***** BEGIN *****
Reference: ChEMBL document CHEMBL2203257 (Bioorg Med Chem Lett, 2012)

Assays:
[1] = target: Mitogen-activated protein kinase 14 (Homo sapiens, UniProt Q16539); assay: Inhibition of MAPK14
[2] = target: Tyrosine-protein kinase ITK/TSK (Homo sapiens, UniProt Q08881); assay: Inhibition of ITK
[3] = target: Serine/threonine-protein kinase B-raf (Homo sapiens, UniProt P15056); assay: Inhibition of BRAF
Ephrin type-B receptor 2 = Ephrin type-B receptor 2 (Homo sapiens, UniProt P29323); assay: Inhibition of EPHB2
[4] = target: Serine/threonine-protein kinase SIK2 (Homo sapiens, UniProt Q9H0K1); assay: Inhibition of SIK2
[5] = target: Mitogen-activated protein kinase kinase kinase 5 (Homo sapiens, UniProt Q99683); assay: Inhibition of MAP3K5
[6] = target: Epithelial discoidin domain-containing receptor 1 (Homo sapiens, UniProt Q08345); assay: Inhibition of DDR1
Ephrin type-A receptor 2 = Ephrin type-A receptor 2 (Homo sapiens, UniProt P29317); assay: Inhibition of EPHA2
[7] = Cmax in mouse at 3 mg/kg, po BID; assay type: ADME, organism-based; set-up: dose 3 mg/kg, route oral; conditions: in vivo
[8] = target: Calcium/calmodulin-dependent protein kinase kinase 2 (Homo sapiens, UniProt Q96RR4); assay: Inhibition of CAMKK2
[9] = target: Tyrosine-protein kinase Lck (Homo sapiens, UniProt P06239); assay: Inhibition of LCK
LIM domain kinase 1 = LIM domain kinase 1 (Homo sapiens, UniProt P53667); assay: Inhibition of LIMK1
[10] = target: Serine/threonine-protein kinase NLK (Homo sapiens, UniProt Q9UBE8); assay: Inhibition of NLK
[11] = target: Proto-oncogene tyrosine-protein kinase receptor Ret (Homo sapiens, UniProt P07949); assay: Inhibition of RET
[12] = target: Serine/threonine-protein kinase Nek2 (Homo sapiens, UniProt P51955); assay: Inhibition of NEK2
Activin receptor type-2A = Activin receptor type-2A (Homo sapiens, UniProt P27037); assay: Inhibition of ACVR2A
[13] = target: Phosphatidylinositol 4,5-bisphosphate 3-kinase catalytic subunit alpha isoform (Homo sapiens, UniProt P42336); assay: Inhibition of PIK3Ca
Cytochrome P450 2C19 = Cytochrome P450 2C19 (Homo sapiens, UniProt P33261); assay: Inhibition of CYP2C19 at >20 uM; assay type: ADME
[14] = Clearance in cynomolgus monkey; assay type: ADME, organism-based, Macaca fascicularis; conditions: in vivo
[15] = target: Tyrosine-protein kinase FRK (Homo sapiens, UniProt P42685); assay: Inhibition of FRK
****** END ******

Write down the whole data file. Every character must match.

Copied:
Reference: ChEMBL document CHEMBL2203257 (Bioorg Med Chem Lett, 2012)

Assays:
[1] = target: Mitogen-activated protein kinase 14 (Homo sapiens, UniProt Q16539); assay: Inhibition of MAPK14
[2] = target: Tyrosine-protein kinase ITK/TSK (Homo sapiens, UniProt Q08881); assay: Inhibition of ITK
[3] = target: Serine/threonine-protein kinase B-raf (Homo sapiens, UniProt P15056); assay: Inhibition of BRAF
Ephrin type-B receptor 2 = Ephrin type-B receptor 2 (Homo sapiens, UniProt P29323); assay: Inhibition of EPHB2
[4] = target: Serine/threonine-protein kinase SIK2 (Homo sapiens, UniProt Q9H0K1); assay: Inhibition of SIK2
[5] = target: Mitogen-activated protein kinase kinase kinase 5 (Homo sapiens, UniProt Q99683); assay: Inhibition of MAP3K5
[6] = target: Epithelial discoidin domain-containing receptor 1 (Homo sapiens, UniProt Q08345); assay: Inhibition of DDR1
Ephrin type-A receptor 2 = Ephrin type-A receptor 2 (Homo sapiens, UniProt P29317); assay: Inhibition of EPHA2
[7] = Cmax in mouse at 3 mg/kg, po BID; assay type: ADME, organism-based; set-up: dose 3 mg/kg, route oral; conditions: in vivo
[8] = target: Calcium/calmodulin-dependent protein kinase kinase 2 (Homo sapiens, UniProt Q96RR4); assay: Inhibition of CAMKK2
[9] = target: Tyrosine-protein kinase Lck (Homo sapiens, UniProt P06239); assay: Inhibition of LCK
LIM domain kinase 1 = LIM domain kinase 1 (Homo sapiens, UniProt P53667); assay: Inhibition of LIMK1
[10] = target: Serine/threonine-protein kinase NLK (Homo sapiens, UniProt Q9UBE8); assay: Inhibition of NLK
[11] = target: Proto-oncogene tyrosine-protein kinase receptor Ret (Homo sapiens, UniProt P07949); assay: Inhibition of RET
[12] = target: Serine/threonine-protein kinase Nek2 (Homo sapiens, UniProt P51955); assay: Inhibition of NEK2
Activin receptor type-2A = Activin receptor type-2A (Homo sapiens, UniProt P27037); assay: Inhibition of ACVR2A
[13] = target: Phosphatidylinositol 4,5-bisphosphate 3-kinase catalytic subunit alpha isoform (Homo sapiens, UniProt P42336); assay: Inhibition of PIK3Ca
Cytochrome P450 2C19 = Cytochrome P450 2C19 (Homo sapiens, UniProt P33261); assay: Inhibition of CYP2C19 at >20 uM; assay type: ADME
[14] = Clearance in cynomolgus monkey; assay type: ADME, organism-based, Macaca fascicularis; conditions: in vivo
[15] = target: Tyrosine-protein kinase FRK (Homo sapiens, UniProt P42685); assay: Inhibition of FRK